This plot is not entirely unfamiliar to fans of author H. P. Lovecraft, and indeed has a lot of plot elements common to many of Lovecraft’s stories: a naive academic, the exploration of bygone towns and remote areas, shocking realizations that drive one to madness, an undercutting of human understanding of our world, and several more. A lot of movies have taken elements from Lovecraft, and there have been many adaptations (see every other part of this series), but Shadows on the Bayou ends up being a more faithful adaptation of Lovecraft by nature of not directly adapting any of his works. Truth be told, this is the best Lovecraft film I’ve ever seen, and can probably ever hope to see.
I think that the major victory here is by the writer/director, Jeff Nichols (Shotgun Stories, Take Shelter, Mud). Now, I was at first a bit confused by his pairing with Lovecraftian concepts, but looking back, he’s clearly the director most apt for taking on this material. I mean, Guillermo del Toro would make a great At the Mountains of Madness, as he has been trying to do for years, but it would be a del Toro film. John Carpenter has Lovecraftian influences, especially with his monsters, but he still makes Carpenter movies, which is fine by me.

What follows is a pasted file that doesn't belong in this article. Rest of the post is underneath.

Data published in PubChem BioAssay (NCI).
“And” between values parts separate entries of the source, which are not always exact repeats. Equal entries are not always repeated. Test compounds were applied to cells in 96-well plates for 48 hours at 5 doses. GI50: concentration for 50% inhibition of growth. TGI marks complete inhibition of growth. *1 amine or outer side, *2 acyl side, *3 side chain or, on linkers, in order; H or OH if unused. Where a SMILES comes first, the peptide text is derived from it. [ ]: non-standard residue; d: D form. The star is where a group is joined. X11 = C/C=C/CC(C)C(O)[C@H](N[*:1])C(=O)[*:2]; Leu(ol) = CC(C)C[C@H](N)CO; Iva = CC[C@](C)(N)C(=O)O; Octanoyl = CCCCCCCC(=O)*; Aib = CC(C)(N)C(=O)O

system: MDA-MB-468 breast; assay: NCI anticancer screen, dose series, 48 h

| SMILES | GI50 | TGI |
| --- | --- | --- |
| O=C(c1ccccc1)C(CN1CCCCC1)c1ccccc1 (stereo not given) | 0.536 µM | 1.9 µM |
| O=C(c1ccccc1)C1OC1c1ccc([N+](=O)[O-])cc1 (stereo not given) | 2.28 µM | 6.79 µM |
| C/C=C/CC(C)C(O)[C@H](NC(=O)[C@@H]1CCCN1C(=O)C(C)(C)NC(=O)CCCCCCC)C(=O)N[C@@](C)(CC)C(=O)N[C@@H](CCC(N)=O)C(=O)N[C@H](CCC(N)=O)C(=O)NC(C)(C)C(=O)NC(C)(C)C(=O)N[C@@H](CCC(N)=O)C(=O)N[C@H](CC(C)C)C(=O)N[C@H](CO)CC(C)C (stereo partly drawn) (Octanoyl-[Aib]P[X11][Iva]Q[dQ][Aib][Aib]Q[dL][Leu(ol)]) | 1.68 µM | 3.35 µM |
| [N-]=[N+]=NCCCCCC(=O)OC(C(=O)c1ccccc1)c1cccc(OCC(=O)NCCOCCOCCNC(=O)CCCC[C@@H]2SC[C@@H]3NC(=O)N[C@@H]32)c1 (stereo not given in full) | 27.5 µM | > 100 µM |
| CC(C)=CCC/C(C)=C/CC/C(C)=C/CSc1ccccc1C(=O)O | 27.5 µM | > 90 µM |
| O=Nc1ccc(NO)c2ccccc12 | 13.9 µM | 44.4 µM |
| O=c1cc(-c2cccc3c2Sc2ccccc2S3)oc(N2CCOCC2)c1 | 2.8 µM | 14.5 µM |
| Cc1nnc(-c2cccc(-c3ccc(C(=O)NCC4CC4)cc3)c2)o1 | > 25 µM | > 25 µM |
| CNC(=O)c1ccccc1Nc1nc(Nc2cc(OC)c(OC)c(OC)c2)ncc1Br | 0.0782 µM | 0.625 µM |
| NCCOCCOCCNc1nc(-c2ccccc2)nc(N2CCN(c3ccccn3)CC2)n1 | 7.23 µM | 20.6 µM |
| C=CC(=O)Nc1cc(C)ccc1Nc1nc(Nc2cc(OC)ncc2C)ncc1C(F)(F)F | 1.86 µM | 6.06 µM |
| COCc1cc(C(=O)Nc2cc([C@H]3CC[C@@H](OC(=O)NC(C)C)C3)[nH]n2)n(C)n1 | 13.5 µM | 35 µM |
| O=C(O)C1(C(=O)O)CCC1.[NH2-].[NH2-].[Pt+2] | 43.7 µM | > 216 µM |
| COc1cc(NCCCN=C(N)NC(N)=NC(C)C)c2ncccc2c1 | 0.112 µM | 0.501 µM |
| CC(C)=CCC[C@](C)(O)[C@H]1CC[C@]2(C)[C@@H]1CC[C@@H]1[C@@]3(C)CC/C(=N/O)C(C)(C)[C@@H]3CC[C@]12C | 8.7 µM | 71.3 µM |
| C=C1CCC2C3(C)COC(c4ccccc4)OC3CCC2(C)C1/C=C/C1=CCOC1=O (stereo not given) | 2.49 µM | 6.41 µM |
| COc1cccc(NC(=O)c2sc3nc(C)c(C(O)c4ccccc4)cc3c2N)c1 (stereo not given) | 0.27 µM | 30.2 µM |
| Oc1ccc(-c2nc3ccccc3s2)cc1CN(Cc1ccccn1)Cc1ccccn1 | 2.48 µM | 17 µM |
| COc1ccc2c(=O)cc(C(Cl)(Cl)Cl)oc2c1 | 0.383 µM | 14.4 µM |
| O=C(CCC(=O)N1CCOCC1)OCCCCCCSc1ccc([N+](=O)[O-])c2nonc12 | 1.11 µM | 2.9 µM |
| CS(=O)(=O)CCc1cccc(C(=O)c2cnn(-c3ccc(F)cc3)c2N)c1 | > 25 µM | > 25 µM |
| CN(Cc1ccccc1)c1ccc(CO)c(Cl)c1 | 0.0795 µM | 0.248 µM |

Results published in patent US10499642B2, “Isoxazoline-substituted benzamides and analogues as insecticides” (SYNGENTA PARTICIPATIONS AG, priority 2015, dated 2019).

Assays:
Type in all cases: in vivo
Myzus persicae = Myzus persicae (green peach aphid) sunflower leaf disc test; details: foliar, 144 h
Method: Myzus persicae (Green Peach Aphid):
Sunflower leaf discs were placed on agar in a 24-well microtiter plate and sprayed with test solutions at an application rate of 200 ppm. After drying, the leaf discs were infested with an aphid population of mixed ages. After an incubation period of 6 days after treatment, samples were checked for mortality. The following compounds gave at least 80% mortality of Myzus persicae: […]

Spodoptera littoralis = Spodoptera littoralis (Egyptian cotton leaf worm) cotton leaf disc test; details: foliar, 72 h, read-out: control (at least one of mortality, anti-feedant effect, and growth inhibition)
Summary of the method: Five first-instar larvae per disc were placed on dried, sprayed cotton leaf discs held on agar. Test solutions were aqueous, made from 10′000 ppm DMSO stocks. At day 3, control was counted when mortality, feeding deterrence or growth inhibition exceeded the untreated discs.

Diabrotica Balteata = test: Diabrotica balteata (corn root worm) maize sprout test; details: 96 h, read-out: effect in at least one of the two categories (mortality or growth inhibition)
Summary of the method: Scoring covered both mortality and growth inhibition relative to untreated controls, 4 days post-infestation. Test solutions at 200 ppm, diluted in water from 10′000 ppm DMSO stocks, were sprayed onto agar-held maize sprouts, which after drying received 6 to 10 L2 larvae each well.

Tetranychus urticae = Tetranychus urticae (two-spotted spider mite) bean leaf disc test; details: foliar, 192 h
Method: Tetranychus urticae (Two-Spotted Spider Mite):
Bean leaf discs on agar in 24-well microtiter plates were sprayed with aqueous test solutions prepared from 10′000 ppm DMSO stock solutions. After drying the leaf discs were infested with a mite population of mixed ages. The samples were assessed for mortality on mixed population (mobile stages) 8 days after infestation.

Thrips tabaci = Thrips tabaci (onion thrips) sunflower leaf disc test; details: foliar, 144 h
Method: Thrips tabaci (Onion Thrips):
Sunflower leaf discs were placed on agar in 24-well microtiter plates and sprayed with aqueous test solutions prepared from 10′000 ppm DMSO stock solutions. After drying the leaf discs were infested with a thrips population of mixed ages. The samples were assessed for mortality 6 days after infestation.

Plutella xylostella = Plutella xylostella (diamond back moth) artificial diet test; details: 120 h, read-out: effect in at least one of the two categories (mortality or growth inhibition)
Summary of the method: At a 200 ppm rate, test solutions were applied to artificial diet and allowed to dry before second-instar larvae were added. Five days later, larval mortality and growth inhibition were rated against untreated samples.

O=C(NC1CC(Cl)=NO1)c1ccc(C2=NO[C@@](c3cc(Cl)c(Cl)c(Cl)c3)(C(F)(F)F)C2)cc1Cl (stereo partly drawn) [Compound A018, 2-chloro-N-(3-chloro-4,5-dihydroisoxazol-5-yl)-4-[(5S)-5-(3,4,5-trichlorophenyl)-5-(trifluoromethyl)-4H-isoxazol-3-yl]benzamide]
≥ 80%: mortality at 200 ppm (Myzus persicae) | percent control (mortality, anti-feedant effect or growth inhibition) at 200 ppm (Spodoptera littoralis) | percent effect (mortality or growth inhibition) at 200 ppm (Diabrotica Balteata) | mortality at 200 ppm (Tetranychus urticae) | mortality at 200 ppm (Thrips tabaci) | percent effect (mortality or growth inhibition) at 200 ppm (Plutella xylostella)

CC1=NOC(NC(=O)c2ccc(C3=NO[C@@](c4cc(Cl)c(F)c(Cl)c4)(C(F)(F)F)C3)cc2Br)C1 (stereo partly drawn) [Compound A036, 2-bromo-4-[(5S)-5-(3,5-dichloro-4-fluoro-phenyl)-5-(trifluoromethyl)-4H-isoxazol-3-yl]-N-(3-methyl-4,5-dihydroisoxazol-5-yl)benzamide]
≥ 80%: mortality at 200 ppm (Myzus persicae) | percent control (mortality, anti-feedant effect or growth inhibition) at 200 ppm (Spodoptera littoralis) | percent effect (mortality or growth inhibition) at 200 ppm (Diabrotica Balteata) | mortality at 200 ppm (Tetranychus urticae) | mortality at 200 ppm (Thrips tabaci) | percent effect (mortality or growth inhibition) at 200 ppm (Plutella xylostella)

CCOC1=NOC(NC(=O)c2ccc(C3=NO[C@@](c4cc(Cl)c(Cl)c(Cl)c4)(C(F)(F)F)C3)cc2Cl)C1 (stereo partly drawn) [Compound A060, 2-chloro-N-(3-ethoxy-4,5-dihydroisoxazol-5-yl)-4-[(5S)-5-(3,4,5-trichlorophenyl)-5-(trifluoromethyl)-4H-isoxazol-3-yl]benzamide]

But Nichols’ style is entirely in keeping with Lovecraft. In Take Shelter, he showed a man slowly destroyed by insanity—an insanity that might or might not be rooted in knowledge about something to come that no one else has. In all three of his films so far, he has demonstrated a strong ability to film place. A unique Southern flavor permeates his movies while not making their power exclusive to those familiar—or even interested in—the locale. Lovecraft shares a similar strength: although he’s known for his monsters, his abilities to set an atmosphere based on locations and to give the reader a sense of place dominate his stories. The difference is that Lovecraft often focused on New England, with bygone towns, but in modern America, the setting of the South feels closer to Lovecraft’s locales than does New England. In fact, despite having the other-worldly horror, this movie maintains a distinctly American tone that gives it a personal touch, one that makes the horror more personal in turn.